The Bedford and Goffstown Police Departments have joined together in a partnership with Hope for New Hampshire Recovery, Phoenix House New England and The Farnum Center to establish a referral program for persons encountered by either department who are suffering with an addiction disorder.
With this new program, officers from both Departments will be trained to identify persons that come to the attention of either Department who are suffering with an addiction problem and to work with them to determine if they are in need of treatment.
Those persons identified by either Department that qualify for the program will be referred to Hope for New Hampshire Recovery who will work with the participating facilities to provide appropriate treatment for them.
“Goffstown and Bedford Police have always shared a close and mutually supportive relationship in times of need for both of our communities. Never more has that need been greater to increase our resources to one another as the State of New Hampshire continues to combat the opioid crisis,” Chief Browne said. “While the City of Manchester carries the heaviest burden of fatal and non-fatal overdoses, the Towns of Goffstown and Bedford are not exempt. There are no fences or barriers between towns and cities. Accordingly, our communities experience challenges as well.”
As has been mentioned again and again, law enforcement and the criminal justice system alone cannot solve this problem, however, police officers are in a unique position to leverage situations that present opportunities to help those who need assistance right now. Law enforcement stands together with our treatment and rehabilitation partners in an effort to stem the tide of this epidemic. Goffstown and Bedford Police are committed to seeking the best possible health solution for people and families in crisis as they try and cure their sickness. We feel this is a common sense approach to providing the best opportunity for success for those in need.”
“We know from experience that people suffering from acute addiction disorders that want to change their lives, but haven’t been able to take that critical and all important first step into treatment for a variety of reasons need assistance, guidance and encouragement at the precise moment when they realize they want help,” Chief Bryfonski said. “In some cases, persons suffering with addiction or their loved ones aren’t sure where to turn or are looking for that one opportunity to encourage them to make the change. Our Police Partners Program is designed to capitalize upon those situations in which a person is brought to the brink of realization that they need help with their addiction.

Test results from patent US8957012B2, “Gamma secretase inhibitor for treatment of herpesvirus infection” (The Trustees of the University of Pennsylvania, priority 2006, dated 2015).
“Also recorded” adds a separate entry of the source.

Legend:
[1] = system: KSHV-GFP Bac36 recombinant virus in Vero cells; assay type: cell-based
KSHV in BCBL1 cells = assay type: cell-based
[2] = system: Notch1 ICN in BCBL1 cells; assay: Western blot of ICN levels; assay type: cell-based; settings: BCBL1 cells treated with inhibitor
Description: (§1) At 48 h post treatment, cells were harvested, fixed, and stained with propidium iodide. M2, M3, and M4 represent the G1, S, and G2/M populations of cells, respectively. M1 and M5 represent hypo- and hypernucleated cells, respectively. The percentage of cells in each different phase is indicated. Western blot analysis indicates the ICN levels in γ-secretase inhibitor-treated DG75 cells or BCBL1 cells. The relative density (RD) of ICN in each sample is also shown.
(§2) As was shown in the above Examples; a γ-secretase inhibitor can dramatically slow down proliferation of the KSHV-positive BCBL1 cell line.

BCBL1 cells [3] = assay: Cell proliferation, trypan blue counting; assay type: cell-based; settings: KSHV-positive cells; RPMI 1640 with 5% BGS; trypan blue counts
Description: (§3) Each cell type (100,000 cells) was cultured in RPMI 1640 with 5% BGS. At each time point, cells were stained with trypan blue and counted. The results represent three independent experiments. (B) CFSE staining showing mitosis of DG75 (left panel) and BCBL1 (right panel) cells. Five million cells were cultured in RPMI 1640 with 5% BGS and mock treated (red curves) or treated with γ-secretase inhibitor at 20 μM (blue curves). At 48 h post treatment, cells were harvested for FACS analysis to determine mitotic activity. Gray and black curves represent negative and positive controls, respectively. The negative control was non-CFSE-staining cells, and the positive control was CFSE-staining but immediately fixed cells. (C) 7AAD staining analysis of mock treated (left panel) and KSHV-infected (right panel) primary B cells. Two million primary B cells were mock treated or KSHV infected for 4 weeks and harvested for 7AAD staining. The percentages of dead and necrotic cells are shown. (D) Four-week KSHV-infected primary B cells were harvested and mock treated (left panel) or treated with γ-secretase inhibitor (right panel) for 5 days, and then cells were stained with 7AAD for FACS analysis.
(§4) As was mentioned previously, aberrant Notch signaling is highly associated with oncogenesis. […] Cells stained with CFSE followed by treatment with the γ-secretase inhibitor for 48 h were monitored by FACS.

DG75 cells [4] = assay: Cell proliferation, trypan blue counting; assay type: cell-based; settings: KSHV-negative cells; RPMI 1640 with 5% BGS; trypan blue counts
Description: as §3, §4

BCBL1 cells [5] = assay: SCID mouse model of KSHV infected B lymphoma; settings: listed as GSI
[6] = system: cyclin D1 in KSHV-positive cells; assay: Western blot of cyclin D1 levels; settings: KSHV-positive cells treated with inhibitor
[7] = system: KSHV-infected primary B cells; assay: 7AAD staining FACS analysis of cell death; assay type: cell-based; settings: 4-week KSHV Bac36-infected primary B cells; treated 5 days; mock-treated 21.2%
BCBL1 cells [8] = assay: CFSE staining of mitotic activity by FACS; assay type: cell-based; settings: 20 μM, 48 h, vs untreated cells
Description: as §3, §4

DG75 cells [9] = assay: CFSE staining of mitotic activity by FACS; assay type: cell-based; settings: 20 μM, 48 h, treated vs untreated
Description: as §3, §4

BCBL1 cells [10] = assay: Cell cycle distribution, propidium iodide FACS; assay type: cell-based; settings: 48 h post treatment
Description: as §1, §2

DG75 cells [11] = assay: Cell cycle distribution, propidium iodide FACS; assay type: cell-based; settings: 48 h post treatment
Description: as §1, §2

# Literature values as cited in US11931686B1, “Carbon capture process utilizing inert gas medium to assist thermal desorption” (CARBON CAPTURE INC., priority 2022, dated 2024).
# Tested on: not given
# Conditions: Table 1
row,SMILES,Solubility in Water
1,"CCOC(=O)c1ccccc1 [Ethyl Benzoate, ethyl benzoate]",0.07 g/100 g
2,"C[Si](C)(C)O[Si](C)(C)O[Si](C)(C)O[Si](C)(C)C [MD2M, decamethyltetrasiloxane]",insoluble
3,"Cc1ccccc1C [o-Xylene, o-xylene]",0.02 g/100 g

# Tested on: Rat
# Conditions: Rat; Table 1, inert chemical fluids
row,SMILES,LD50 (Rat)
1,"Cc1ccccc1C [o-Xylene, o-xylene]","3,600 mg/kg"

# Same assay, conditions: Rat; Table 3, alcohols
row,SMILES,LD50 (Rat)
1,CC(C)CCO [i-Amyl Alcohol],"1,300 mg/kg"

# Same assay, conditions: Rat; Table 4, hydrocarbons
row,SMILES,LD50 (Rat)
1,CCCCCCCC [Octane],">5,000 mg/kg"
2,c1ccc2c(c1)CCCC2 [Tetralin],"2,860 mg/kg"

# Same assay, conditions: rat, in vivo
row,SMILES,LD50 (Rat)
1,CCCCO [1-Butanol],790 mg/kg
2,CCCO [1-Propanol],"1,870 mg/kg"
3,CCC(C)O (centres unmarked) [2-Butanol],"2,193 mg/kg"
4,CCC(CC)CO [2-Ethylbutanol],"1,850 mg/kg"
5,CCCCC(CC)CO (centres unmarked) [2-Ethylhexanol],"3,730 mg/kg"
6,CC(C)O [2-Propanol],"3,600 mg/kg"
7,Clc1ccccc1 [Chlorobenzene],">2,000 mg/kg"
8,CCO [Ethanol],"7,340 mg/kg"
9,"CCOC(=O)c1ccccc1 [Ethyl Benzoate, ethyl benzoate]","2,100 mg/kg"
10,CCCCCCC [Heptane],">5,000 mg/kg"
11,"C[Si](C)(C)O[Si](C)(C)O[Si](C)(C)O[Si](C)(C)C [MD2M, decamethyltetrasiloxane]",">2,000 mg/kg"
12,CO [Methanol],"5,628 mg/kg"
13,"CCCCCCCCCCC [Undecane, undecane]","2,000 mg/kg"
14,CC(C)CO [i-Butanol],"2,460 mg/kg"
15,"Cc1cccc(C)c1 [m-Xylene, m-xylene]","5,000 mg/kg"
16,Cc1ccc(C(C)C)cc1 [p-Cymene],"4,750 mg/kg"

Because of the nature of their work, police often come into contact with people dealing with the disease of addiction and officers are often present when that window of opportunity exists to help them take the first step toward changing their lives and getting well. Police also know that these windows of opportunity are small and fleeting and so we have to be ready to seize that opportunity when the person is ready to make the change.
In many cases our officers are called to respond to overdoses, families in crisis situations or petty crimes that are simply the manifestation of the person’s underlying problem of addiction,” Chief Bryfonski said. “The Police Partner’s Program is designed to interrupt the cycle of addiction by offering a direct and immediate opportunity for those suffering with addiction to take the first step and our officers will be there to help them.”
“The Police Partners Program is an exemplary collaboration of law enforcement, treatment providers and communities working together to bridge the gap between addiction, wellness and recovery. We are all looking forward to broadening the reach of this program statewide in the coming months,” said Scott Bickford, a Bedford resident and who serves on the Board of Directors for Phoenix House New England.
“Farnum Center commends the Bedford and Goffstown Police Departments for working together with the treatment and recovery community to change the way we address addiction. Farnum Center is pleased to support the efforts of this collaboration. We are truly lucky to have our police departments thinking outside the box, during this difficult time,” said Cheryl Wilkie, Senior Vice President, Farnum Center.
“HOPE for NH Recovery is excited to collaborate with the towns of Bedford and Goffstown by offering peer recovery support services to those individuals seeking recovery from addiction. Peer recovery supports help connect individuals to various types of treatment providers and community supports,” said Cheryl Coletti-Lawson, Board of Directors, HOPE for NH Recovery.
The Goffstown and Bedford Police Departments are confident the Police Partners Program will fill a critical gap that currently exists between law enforcement and treatment-recovery providers. This collaborative and coordinated approach, which links law enforcement with treatment and recovery providers, leverages all facets of the system to efficiently and effectively identify, encourage and assist those suffering with the disease of addiction to get the help they need immediately. It is a fresh start and approach to turning the tide of addiction in our communities and our state.
Contact: John Guilfoil